As is typical in many of The Spider tales, paranoia runs high. Everyone seems to be involved with the criminal gang. The mob trying to take over the prescription drug trade seems to have tentacles that reach everywhere. Everyone is involved. Trust no one! The police? Too many dirty cops. The district attorney is suspect. The lawmakers at the state government, the senators, are corrupt and in the pocket of the gang. Even the governor himself seems only too willing to ignore the obvious evidence and see poor Dr. Gilmuir go to the chair. The Spider is forced to work nearly alone, assisted only by his close group of aides.

This story's guest cast.

This story’s guest cast.

Nita van Sloan is there, and serves as a sounding board to help the reader figure out what is going on. And she also serves as a damsel in distress to be rescued. But she also gets to show her stuff when she enters a gun-fray and when she jumps in an airplane and pilots Wentworth to the district attorney’s Vermont summer cabin. Both Jackson the chauffeur and Ram Singh the bodyguard are here, but don’t get to do much. Butler Jenkyns gets only mentioned in passing.

The fact that such a large opening section of the story was cut means that the reader doesn’t get a chance to meet and relate to the poor young doctor who we’re supposed to be rooting for. The whole story revolves around saving his life from the electric chair, but we have no emotional attachment to him. We only meet him once in the middle of the story in the courtroom. We get no description of him, other than he is young and has a sprawl of stubborn hair. Obviously the cut sections of this story gave a bit more of an introduction to the character, but without them, the whole story seems flat and unmotivated.

And there are things we are just expected to believe and accept without explanation. In the restaurant scene in Chapter one, the waiter tries to poison Wentworth. One character claims “it’s the same poison used to kill Horace Milligan.” And we are just supposed to believe it. How could he know? There’s no explanation. Just believe…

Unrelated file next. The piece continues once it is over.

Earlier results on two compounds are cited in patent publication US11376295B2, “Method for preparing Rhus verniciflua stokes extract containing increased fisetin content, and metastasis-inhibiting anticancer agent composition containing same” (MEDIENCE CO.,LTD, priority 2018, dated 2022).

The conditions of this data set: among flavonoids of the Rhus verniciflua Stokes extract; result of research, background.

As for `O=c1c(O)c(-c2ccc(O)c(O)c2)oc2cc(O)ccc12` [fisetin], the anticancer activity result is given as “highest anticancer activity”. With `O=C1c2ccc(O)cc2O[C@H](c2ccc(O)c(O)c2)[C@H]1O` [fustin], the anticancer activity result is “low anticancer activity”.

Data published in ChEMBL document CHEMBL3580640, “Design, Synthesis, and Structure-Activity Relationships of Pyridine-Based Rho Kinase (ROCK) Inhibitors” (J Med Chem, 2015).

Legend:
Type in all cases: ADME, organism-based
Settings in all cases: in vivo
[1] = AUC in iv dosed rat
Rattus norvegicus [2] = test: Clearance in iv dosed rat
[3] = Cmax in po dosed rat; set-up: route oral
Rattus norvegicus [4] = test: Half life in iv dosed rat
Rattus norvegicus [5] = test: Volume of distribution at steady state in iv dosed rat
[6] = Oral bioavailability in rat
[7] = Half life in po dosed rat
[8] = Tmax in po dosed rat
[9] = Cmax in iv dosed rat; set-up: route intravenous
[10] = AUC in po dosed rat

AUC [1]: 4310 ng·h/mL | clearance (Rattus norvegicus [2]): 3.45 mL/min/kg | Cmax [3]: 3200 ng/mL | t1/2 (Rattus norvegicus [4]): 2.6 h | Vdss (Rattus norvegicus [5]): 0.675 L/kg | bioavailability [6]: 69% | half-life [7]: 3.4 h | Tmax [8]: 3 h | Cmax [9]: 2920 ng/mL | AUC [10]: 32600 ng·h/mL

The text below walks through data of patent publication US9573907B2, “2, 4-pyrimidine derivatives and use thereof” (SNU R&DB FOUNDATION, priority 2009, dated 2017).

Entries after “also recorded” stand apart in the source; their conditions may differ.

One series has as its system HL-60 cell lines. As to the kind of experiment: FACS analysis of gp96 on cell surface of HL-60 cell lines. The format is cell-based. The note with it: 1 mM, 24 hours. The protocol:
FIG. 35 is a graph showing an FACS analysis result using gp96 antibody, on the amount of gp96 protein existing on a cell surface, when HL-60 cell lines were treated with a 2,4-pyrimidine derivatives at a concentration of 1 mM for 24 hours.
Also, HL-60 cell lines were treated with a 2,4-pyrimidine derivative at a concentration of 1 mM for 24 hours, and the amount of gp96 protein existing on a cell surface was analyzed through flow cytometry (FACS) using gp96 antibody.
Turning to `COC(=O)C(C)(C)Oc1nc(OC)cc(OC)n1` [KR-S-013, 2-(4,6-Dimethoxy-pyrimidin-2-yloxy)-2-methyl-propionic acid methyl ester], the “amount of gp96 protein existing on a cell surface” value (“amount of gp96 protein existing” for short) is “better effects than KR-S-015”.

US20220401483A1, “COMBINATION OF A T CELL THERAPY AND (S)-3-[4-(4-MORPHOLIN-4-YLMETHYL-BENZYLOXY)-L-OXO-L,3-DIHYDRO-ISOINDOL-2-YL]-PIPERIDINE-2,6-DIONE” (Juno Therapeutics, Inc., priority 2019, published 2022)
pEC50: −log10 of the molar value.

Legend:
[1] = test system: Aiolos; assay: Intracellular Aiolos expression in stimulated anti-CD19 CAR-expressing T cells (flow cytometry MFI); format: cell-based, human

Another annoying loose thread is Senator Medway. There’s a big buildup of this character. He’s in the employ of the criminal gang. Eventually, he disappears in a huge inferno of a conflagration. “Wentworth had no doubt that Medway would be reported dead. And he had no doubt that Medway still lived!” But did he? The reader is never told. Nothing further is said about the senator. Why build up his character and then abandon it? I hate loose ends.

Exploding death threatens The Spider!

Exploding death threatens The Spider!

In this story, Wentworth gets to use a lot of disguises. That’s what he is known for. And here, he appears as a strange spokesman for The Spider known as X-Ray. He also appears as Hugo Donne, a drug manufacturer, a window washer, and a porter. All with totally different appearances. Master of disguises!

The Spider gets to pick some locks, here. Just a plain lock pick of surgical steel, this time. No gadget with adjusting teeth. But still, he’s able to break into the Death House, and we must assume they don’t use cheap locks on prisons.

The big question for me was, why was it so vital for Dr. Gilmuir to be convicted of the murder of Mr. Mulligan. He’s been framed, and all efforts are made to send him to the chair. I was pleased and satisfied to find a very good answer at the end. The real killer had quite a good reason for his actions, after all. I had feared another one of those poorly-though-out motivations that sometimes pulp stories resort to. But not here. When things were explained, I was happy.

Want to read it? You can, thanks to ebook reprints and pulp replicas available today. No matter whether you prefer to hold an actual an actual magazine in your hand, or if you want the convenience of reading on your mobile device, you can read this Spider tale… and see if you agree with me.

Yes, this could have been a good Spider story. But too much was cut, so that the size of the story could be pared down to 41,000 words. It left you with a protagonist that you didn’t even know and couldn’t root for. So, the story, as it stands, does not get my recommendation. But if ever the missing sections are found and restored, this would be a pretty enjoyable Spider story. If only…